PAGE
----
“For 57 years I wear a monk’s robe, and it seems to me that I tried not to be careless about my salvation, with great fear and tears always praying to God that He would become the Sun for me, so that He would forgive me all my sins, and would not reject me from His feet. With all my strength, I tried not to offend anyone on earth, desiring that God would quickly give me courage to serve as many people as possible, and not expect anything in return, neither material nor spiritual, but only the grace of God for the forgiveness of sins. And with this all, all this time (that is, more than half a century), I did not know peace or security, but I always felt some danger, or at least, an unfavorable attitude towards myself.”
Indeed, the life of this elder was marked both with strong rejection by other people and with great gifts from God.
“Whatever I started to do, even the smallest things, almost always I ran into insurmountable obstacles. As if the doors of this world, almost all of them, were always closed in front of me.”
Imagine a man who has been trying to do God’s work for 57 years, and all the doors of this world would be closed for him! Whatever he began to do, he met huge obstacles.
“I grew old, and I have not come to understand the meaning of all these trials. Are they manifestations of the wrath of God towards me, a sinner, or is something else going on? Does everything that I bear, the obstacles, the adversity, etc., happen because God is angry with me being a sinner, or something else is happening in my life? I could never understand this. Many times I prayed to God to tell me why everything always goes like that, but God always answered me with silence. ”
This elder who spoke with God face to face, like a friend with a friend, and experienced great, unique and rare states of grace, prayed to God to reveal to him why everything in his life was going like that, why he had so many difficulties and obstacles and everything seemed closed him, but God always answered him with silence. God never answered him. Therefore, the elder said to these people:
“From what I have told you, you understand that I am not in position to give you an explanation of your dramatic ordeal. But I will always remember you in my prayers with love and compassion.”
And he ended saying: “It is difficult for us to blame God and justify ourselves.”
That is, it is very difficult to say that God is guilty or God is angry, and so everything in my life goes awry, but I myself am innocent. It is not easy for us to say these words, to put all the blame on God and to dismiss ourselves.
“But it is also not easy to do the opposite, like Job’s friends who wanted to be the advocates of God’s truth, forgetting about the terrible torment that Job went through.”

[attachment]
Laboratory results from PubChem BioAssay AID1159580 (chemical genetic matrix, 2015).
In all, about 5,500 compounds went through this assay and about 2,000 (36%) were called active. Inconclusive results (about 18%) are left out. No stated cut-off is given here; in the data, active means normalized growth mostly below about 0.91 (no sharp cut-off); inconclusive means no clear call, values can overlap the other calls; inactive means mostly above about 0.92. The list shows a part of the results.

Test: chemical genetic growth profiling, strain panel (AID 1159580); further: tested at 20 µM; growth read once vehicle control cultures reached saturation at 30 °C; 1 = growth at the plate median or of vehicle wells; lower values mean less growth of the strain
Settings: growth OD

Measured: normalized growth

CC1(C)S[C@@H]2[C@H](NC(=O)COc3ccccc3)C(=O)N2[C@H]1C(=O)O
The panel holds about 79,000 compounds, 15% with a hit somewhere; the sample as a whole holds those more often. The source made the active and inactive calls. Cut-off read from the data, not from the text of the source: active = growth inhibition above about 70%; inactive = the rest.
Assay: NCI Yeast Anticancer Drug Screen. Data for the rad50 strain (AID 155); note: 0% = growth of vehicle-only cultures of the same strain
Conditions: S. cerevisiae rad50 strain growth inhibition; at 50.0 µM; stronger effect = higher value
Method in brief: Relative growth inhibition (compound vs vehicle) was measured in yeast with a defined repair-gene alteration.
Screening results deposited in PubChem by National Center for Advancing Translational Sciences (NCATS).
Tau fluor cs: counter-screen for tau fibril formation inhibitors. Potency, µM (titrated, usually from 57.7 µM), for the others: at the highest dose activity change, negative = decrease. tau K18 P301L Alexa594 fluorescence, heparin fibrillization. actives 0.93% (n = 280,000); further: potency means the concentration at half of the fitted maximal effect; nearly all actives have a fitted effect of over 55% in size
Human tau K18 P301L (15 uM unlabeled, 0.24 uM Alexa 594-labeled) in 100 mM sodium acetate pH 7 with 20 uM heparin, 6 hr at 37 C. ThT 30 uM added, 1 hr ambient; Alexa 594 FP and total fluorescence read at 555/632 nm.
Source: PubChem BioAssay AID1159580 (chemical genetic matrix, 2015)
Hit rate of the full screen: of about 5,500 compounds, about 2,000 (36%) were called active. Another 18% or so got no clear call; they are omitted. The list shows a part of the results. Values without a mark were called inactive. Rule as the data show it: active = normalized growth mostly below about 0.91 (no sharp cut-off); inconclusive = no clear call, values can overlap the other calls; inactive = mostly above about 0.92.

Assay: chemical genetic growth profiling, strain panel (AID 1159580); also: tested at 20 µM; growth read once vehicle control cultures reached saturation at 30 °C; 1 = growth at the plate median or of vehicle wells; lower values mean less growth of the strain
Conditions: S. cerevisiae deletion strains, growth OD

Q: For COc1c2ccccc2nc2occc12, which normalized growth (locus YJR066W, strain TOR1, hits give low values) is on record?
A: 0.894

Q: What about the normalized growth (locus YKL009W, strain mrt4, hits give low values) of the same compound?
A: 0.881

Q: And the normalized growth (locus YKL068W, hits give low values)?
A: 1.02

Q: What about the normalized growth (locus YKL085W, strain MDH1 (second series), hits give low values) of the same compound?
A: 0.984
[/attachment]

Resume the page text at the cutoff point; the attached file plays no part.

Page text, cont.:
So the elder says that on the other hand, it is also not easy for us to say to someone: “You are guilty, and God is innocent,” to become the advocates of God, and tell the suffering person: “You know, God is not guilty, it’s all your fault, that’s why you have to endure all this!”
“In other words, there are two positions. The first, “I am innocent, but God is guilty, He torments me, because He is angry,” and the second, “I am guilty, but God is innocent.” But both of these are difficult. In the first case, you cannot attribute to God the difficulty through which you pass, and in the second, you cannot attribute it to yourself alone, when already suffering, you would have to bear an additional burden, namely, that it is you yourself to blame for everything, ”says elder Sofrony.
And he ends with the following wonderful words: “Therefore, God is silent, and we are silent.”
Since God is silent, we are also silent. We can do nothing but remember each other in prayer, with love and compassion. I think this is a very strong text. All texts and words of the elder Sophrony are strong. I found this text, his living word to people, being kept in the monastery for personal use, and made myself a copy.
Indeed, how typical this is in our lives! For all of us, without exception, there comes an hour when we go through such difficulties that we don’t even know what to say. Should we take the burden of responsibility? But we cannot stand it. We cannot bear it. There are so many misfortunes upon us already that we cannot bear their weight. Should we again attribute them to God? But this is also difficult, and we cannot do that either. What then shall we do? We do what elder Sophrony says: “God is silent, and we are silent.” We give our lives into the hands of God with great confidence. This is what we proclaim in the holy Liturgy: “… let us commit ourselves and each other and all our lives unto Christ our God.” Our very selves, all our deeds, all our lives we give into the hands of Christ in order to find peace, to stop biting each other, stop waging war, stop fighting with God.